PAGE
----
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How to Win a War of Ideas

Photo: Pavel L Photo and Video /

We often look at the War on Terror—spearheaded by the U.S. government after the 9/11 attacks on the United States in 2001 killed nearly 3,000 people—as a military endeavor. We analyze control of territory, strength of arms, resources, and strategies to gauge success.

So it might feel strange, then, to look at the military accomplishments of the last 16 years, particularly the killing of former al-Qaeda terrorist group leader Osama bin Laden, and feel as if no progress has been made. It seems as if we’ve seen the decline of al-Qaeda only then to see the rise of ISIS—and the resurgence of al-Qaeda.

Yet the issue is that the War on Terror isn’t a war that can be won militarily, as Nadia Oweidat, a New America Middle East fellow, noted at a New America event on Monday. It’s a war of ideas, which, in the long run, proves far more difficult to win.

We live in a world in which disseminating information has never been easier. A quick glance at your smartphone allows you to learn about the day’s news, check the weather forecast, and connect with friends on countless social media platforms.

But at the same time, that ease of dissemination has also made it easier for extremist groups to recruit. Of 129 individuals tracked by New America, 101 showed a pattern of often downloading and sharing jihadist propaganda online. Social media gives extremists the opportunity to recruit virtually, simplifying the process and allowing recruits to approach them. Militants in the United States today tend to become radicalized after reading and interacting with propaganda online, and they generally have little or no physical interaction with other extremists.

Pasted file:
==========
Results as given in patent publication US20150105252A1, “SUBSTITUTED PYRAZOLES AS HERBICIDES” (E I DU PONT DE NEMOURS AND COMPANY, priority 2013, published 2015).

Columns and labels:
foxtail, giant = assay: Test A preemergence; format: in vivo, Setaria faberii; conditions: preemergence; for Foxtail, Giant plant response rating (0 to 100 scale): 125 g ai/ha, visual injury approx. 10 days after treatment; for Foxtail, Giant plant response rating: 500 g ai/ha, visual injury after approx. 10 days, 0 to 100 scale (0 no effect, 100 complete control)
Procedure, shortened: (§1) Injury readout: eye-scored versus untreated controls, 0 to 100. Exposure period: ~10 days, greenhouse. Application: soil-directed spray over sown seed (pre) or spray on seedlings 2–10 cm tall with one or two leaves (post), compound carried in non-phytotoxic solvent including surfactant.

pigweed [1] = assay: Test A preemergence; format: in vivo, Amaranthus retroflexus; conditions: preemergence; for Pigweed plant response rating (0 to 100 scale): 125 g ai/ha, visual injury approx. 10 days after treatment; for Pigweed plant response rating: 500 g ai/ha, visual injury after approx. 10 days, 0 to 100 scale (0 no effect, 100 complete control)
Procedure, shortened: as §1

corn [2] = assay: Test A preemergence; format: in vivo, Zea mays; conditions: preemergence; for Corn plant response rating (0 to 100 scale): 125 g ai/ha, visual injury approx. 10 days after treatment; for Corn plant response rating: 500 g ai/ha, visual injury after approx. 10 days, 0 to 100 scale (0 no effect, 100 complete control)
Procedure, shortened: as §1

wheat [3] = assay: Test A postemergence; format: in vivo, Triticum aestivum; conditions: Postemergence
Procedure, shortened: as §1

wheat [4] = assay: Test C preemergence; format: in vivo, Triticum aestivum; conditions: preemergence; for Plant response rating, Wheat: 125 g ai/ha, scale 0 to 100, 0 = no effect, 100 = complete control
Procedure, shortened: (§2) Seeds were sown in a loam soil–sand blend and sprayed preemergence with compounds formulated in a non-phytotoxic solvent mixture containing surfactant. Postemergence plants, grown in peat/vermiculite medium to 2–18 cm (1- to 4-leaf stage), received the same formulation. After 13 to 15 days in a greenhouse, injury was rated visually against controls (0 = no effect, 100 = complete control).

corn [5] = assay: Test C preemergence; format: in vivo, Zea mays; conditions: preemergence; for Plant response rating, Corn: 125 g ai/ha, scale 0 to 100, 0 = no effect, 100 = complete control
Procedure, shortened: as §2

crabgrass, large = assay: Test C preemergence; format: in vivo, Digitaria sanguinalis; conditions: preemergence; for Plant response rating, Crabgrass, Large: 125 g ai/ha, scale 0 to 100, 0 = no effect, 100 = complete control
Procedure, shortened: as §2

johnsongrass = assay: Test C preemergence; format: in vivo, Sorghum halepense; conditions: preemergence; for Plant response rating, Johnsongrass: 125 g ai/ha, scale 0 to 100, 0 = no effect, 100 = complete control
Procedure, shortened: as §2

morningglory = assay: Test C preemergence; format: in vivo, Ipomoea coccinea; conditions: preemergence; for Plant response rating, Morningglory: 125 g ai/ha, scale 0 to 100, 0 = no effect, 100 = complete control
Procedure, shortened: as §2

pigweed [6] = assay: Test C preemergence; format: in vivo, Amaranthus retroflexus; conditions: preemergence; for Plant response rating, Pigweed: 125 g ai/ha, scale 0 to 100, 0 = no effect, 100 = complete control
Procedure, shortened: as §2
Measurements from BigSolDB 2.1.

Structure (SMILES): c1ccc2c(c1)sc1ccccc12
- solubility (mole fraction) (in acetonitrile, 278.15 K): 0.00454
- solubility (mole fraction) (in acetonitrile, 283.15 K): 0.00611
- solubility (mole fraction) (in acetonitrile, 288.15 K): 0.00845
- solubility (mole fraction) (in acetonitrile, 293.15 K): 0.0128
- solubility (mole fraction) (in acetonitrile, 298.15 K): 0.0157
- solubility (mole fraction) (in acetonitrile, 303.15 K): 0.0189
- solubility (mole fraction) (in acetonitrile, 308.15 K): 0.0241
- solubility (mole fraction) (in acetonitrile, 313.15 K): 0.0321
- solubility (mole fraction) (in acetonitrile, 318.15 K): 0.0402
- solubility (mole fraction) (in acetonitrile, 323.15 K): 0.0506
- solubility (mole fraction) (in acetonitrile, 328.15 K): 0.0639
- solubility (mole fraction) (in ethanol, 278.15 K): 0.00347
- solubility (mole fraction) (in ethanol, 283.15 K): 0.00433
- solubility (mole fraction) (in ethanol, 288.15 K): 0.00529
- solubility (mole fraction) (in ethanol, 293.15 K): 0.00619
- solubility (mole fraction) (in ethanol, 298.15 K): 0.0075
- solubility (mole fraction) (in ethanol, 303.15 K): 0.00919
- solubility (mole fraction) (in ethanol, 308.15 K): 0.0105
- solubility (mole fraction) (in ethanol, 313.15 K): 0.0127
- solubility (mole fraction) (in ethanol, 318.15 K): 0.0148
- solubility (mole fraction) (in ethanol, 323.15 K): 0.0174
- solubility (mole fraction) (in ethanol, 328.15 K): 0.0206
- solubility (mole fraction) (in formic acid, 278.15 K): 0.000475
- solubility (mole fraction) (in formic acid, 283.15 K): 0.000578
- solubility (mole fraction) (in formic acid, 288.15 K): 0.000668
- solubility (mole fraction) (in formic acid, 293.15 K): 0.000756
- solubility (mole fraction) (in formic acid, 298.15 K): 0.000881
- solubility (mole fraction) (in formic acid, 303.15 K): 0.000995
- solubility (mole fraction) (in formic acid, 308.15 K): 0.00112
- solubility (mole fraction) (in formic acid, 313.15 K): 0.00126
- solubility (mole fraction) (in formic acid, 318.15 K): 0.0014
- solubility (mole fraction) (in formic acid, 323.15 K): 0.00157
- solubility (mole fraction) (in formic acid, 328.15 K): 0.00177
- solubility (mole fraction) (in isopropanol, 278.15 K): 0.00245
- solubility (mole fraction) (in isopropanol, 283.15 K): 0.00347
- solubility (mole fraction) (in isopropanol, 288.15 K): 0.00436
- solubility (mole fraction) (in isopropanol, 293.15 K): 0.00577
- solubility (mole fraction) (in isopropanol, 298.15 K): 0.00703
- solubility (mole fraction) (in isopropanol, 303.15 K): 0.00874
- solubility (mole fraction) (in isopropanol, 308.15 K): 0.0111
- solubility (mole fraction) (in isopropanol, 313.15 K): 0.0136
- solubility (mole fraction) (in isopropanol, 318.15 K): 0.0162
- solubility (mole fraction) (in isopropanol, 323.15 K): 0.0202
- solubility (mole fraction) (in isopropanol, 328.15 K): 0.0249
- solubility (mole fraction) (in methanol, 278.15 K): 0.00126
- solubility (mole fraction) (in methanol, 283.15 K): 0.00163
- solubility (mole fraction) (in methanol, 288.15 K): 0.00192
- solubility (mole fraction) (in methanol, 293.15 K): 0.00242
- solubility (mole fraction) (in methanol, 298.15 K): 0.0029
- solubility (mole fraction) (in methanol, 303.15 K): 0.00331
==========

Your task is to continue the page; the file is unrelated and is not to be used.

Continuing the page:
“There doesn’t seem to be a discernment of just how important the virtual space is,” Oweidat said. “It is real. It is as important as the physical space now. If we have thousands of jihadi mouthpieces, that is as troubling as having them physically.”

Social media is used for more than recruitment, though. Operatives are able to interact with jihadist leaders via encrypted communications that allow them to act on their extremist ideologies. Daveed Gartenstein-Ross, a senior fellow at the Foundation for Defense of Democracies, spoke of the virtual planner model that allows jihadists to guide lone attackers.

“Virtual planners have been able to fill in and do all the things that physical terrorist networks once did,” Gartenstein-Ross said. “Scouting for operatives, encouraging them to take action, helping them conceptualize the timing of the attack, and the target, providing them technical assistance—it’s much more effective than the old terrorist manuals.”

Gartenstein-Ross also acknowledged that virtual planners can be with the operatives right until the moment they execute the attack, which was the case in Ansbach, Germany, last year. Mohammad Daleel, a jihadist operative, had worked with a virtual planner to organize an attack at a German music festival. Daleel was able to chat with his instructor as he searched for a place to leave his bomb. In a chat transcript released by the German government, Daleel appeared to doubt himself as he struggled to place the bomb. His virtual planner, however, talked him through his hesitations, encouraging him to follow through.